Quantcast

View Book

 
 
OSHO Online Library   »   The Books   »   No Water, No Moon
« < 3 4 5 6 7 > »
 

Chapter 10: Ninakawa Smiles

Masters have been visiting always. It may not have actually happened, remember that; it may not have actually happened. It may be, it is possible, that nobody else than Ninakawa saw the master visiting him. It may have actually happened, but that is irrelevant. One thing is certain: that while Ninakawa was dying, just at the last moment the master was there. This dialogue happened with Ninakawa and Ikkyu. There may have been many others there, they may not have heard it at all; they may not have seen Ikkyu coming at all. It was or it was not a physical visit. But it happened, and it did.whatsoever was needed was done.

“Shall I lead you on?” Ikkyu asked. Ninakawa replied.

A man of scripture, particularly Buddhist, because in Buddhism the guru is not accepted. Buddha is the greatest guru, but in Buddhism the guru is not accepted. They have a reason for it. Because the human mind is so complex, it creates trouble everywhere: the guru is to liberate you, but you can make a bondage out of him. Hindus have been teaching that without the guru, without the master, there is no liberation. And this is true, absolutely true, but by the time of Buddha it became a bondage.

Without the guru, without the master, there is no liberation. So people started becoming slaves of masters, because without them there is no liberation. Look at the human mind and the stupidity: a master is to liberate, but you can become a slave to the master because only he can liberate; then you can become just docile. Much slavery was created; nobody else on this earth has created such a deep slavery as Hindus. You cannot come across a single revolution in the whole history of Hinduism against the priest. No - the whole thing was so settled and so fixed and systematized, and everybody was aware that if you rebel against the priest there is no liberation - he is the guru, he is the master.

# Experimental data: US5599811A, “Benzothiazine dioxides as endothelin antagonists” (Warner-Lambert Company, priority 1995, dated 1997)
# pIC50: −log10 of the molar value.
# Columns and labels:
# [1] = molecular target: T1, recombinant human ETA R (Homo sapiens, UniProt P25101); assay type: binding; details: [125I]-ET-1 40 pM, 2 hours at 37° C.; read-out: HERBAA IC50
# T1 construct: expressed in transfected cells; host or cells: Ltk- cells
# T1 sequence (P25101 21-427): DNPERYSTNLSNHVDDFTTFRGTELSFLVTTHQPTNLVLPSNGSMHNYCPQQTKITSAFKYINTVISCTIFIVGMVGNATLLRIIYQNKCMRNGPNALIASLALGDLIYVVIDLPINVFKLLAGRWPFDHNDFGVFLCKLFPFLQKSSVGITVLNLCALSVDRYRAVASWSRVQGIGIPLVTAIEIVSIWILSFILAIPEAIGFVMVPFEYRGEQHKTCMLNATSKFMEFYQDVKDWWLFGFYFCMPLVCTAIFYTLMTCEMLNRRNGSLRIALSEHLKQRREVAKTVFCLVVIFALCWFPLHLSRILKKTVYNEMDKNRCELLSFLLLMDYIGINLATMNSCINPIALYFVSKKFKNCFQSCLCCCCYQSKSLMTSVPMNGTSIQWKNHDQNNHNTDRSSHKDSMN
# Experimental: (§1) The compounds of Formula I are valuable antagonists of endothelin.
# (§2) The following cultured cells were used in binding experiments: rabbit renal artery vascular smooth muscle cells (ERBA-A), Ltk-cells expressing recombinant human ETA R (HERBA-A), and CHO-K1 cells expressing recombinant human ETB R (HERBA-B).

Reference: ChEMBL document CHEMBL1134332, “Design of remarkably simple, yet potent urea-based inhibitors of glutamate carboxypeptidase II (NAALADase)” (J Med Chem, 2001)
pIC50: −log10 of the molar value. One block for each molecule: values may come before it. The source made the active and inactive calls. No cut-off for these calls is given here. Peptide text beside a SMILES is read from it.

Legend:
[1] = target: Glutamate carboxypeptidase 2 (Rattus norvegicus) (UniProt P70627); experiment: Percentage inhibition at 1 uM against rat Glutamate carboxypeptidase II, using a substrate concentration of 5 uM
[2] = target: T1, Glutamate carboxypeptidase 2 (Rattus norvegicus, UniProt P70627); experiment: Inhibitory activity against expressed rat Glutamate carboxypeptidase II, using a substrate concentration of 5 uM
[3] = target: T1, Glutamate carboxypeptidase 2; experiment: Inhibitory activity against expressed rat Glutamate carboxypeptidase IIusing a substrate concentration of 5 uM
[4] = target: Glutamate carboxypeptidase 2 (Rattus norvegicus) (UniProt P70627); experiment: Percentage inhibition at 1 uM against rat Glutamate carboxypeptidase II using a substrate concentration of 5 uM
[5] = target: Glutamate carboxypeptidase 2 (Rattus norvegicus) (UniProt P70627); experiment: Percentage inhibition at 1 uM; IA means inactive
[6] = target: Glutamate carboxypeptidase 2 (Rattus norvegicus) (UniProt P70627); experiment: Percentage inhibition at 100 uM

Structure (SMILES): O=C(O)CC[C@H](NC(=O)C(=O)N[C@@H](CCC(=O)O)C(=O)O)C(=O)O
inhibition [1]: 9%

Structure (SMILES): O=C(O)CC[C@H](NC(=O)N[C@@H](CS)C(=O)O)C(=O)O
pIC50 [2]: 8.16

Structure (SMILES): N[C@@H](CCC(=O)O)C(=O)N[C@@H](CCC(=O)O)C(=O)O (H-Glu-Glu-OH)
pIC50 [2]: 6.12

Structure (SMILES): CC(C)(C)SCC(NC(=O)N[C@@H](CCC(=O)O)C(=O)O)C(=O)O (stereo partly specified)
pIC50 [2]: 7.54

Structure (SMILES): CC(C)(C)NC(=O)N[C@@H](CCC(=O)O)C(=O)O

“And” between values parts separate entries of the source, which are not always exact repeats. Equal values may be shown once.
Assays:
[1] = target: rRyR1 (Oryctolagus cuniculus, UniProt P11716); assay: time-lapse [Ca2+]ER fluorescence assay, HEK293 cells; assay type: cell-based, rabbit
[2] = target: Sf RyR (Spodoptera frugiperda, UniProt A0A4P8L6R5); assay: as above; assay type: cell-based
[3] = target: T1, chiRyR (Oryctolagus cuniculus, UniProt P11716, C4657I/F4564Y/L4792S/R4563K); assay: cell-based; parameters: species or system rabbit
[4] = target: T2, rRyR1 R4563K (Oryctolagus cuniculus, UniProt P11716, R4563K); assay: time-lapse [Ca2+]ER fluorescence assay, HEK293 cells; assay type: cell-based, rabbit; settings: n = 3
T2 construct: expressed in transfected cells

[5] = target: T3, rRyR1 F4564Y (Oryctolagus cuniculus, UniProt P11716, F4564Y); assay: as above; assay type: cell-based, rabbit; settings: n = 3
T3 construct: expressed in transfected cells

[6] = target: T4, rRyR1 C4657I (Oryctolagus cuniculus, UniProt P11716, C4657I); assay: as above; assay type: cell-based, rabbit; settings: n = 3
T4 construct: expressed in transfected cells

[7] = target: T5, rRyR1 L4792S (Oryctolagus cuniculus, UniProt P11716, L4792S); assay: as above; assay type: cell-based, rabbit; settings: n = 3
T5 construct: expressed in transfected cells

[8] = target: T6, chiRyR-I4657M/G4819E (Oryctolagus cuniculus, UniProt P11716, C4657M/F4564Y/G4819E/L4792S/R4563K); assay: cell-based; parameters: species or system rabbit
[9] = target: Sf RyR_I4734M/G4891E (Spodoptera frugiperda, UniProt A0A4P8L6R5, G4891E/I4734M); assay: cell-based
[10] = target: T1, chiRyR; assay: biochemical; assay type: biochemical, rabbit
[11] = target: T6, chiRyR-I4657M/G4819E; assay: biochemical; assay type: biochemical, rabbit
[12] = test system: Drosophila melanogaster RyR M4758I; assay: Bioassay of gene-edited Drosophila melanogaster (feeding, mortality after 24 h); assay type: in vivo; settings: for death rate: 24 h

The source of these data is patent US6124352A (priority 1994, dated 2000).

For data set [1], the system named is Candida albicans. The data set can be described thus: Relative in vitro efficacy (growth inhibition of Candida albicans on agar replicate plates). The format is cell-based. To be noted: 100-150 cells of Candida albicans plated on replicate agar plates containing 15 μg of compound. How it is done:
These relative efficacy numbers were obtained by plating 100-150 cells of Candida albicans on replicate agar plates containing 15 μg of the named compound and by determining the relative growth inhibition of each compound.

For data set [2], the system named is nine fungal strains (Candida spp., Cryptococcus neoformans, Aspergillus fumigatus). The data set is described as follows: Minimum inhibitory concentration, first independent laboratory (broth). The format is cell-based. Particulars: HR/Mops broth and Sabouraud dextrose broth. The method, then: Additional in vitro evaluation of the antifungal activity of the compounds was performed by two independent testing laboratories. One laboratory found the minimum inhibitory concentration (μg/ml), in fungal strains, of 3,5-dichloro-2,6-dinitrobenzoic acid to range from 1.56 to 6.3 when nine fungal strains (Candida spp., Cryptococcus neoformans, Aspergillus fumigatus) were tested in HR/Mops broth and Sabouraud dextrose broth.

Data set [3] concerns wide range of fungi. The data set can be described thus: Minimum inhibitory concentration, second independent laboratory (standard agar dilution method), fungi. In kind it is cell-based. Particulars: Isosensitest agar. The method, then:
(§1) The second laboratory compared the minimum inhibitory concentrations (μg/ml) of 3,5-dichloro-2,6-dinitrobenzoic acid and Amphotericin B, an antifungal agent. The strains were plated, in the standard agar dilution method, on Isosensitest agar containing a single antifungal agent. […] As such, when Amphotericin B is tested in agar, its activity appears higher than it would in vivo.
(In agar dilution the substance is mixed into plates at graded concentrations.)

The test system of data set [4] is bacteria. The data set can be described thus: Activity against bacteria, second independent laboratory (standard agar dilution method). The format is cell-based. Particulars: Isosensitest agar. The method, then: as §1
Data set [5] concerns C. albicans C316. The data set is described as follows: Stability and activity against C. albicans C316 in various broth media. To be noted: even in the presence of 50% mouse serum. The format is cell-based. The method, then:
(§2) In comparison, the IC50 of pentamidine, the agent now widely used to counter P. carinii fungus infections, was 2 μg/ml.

The untouchables - the sudras - have existed in the most miserable condition. They are the greatest of slaves and they have the longest history of slavery, but never have they revolted against it, because it was not possible. The guru, the master, the brahmin - he is the door to the divine. You have missed this life, and if you rebel you miss the other also - so remain a slave.

Then came Buddha, and he said, “No need for the guru” - not because there is no need for the guru: he said no need for the guru, and he meant no need to become a slave - but that was the only way to say it. So Buddha says, “Be a light unto yourself. Nobody is needed to lead you. Nobody is needed to guide you. You are enough unto yourself.”

This is the greatest possibility of being free, of freedom. But you can misuse this also, this is the problem. Then you think that if there is no need for a master, then why listen to the Buddha? If there is no need for the master, then why go to the Buddha? If I am totally independent, then I am Buddha myself. That happened through Buddhism: slavery didn’t happen, but deep egoism happened. But both are the two extremes: either you become an egoist - because no guru, no master, nobody to follow - or you become a slave, because without the guru there is no liberation.

« < 3 4 5 6 7 > »